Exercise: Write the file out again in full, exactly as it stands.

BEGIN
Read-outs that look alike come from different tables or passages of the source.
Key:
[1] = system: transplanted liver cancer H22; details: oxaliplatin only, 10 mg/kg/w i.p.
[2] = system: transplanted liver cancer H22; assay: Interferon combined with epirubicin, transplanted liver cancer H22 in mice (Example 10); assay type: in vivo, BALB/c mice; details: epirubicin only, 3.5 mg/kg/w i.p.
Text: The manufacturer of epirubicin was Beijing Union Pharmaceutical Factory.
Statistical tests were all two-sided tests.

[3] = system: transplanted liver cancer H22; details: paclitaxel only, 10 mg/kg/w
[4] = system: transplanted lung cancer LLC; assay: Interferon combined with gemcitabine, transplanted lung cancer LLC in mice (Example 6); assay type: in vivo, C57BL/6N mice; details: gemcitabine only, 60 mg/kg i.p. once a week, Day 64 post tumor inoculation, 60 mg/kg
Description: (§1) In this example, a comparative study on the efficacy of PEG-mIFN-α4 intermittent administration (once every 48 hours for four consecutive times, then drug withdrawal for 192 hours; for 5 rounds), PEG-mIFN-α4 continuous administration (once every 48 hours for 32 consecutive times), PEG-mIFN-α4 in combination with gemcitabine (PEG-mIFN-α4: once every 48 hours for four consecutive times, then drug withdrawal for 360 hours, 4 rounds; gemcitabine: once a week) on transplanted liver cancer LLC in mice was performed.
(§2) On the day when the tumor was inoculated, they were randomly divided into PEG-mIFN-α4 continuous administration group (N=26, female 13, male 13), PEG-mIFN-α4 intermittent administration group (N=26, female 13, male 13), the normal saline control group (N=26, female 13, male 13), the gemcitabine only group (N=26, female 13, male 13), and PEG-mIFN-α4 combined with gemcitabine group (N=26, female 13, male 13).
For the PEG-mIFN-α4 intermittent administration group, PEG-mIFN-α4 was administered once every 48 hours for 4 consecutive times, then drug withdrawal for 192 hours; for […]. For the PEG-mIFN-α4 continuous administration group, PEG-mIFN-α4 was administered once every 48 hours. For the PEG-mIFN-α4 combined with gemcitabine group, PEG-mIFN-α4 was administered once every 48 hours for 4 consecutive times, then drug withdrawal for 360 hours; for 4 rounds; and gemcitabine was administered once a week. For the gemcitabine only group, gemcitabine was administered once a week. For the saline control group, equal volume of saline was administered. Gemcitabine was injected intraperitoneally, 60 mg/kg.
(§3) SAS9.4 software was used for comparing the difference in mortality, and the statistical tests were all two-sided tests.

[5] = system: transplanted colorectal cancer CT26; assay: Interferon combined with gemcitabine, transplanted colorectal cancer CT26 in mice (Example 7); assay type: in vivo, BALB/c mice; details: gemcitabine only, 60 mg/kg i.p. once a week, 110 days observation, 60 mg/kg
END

Read-outs that look alike come from different tables or passages of the source.
Key:
[1] = system: transplanted liver cancer H22; details: oxaliplatin only, 10 mg/kg/w i.p.
[2] = system: transplanted liver cancer H22; assay: Interferon combined with epirubicin, transplanted liver cancer H22 in mice (Example 10); assay type: in vivo, BALB/c mice; details: epirubicin only, 3.5 mg/kg/w i.p.
Text: The manufacturer of epirubicin was Beijing Union Pharmaceutical Factory.
Statistical tests were all two-sided tests.

[3] = system: transplanted liver cancer H22; details: paclitaxel only, 10 mg/kg/w
[4] = system: transplanted lung cancer LLC; assay: Interferon combined with gemcitabine, transplanted lung cancer LLC in mice (Example 6); assay type: in vivo, C57BL/6N mice; details: gemcitabine only, 60 mg/kg i.p. once a week, Day 64 post tumor inoculation, 60 mg/kg
Description: (§1) In this example, a comparative study on the efficacy of PEG-mIFN-α4 intermittent administration (once every 48 hours for four consecutive times, then drug withdrawal for 192 hours; for 5 rounds), PEG-mIFN-α4 continuous administration (once every 48 hours for 32 consecutive times), PEG-mIFN-α4 in combination with gemcitabine (PEG-mIFN-α4: once every 48 hours for four consecutive times, then drug withdrawal for 360 hours, 4 rounds; gemcitabine: once a week) on transplanted liver cancer LLC in mice was performed.
(§2) On the day when the tumor was inoculated, they were randomly divided into PEG-mIFN-α4 continuous administration group (N=26, female 13, male 13), PEG-mIFN-α4 intermittent administration group (N=26, female 13, male 13), the normal saline control group (N=26, female 13, male 13), the gemcitabine only group (N=26, female 13, male 13), and PEG-mIFN-α4 combined with gemcitabine group (N=26, female 13, male 13).
For the PEG-mIFN-α4 intermittent administration group, PEG-mIFN-α4 was administered once every 48 hours for 4 consecutive times, then drug withdrawal for 192 hours; for […]. For the PEG-mIFN-α4 continuous administration group, PEG-mIFN-α4 was administered once every 48 hours. For the PEG-mIFN-α4 combined with gemcitabine group, PEG-mIFN-α4 was administered once every 48 hours for 4 consecutive times, then drug withdrawal for 360 hours; for 4 rounds; and gemcitabine was administered once a week. For the gemcitabine only group, gemcitabine was administered once a week. For the saline control group, equal volume of saline was administered. Gemcitabine was injected intraperitoneally, 60 mg/kg.
(§3) SAS9.4 software was used for comparing the difference in mortality, and the statistical tests were all two-sided tests.

[5] = system: transplanted colorectal cancer CT26; assay: Interferon combined with gemcitabine, transplanted colorectal cancer CT26 in mice (Example 7); assay type: in vivo, BALB/c mice; details: gemcitabine only, 60 mg/kg i.p. once a week, 110 days observation, 60 mg/kg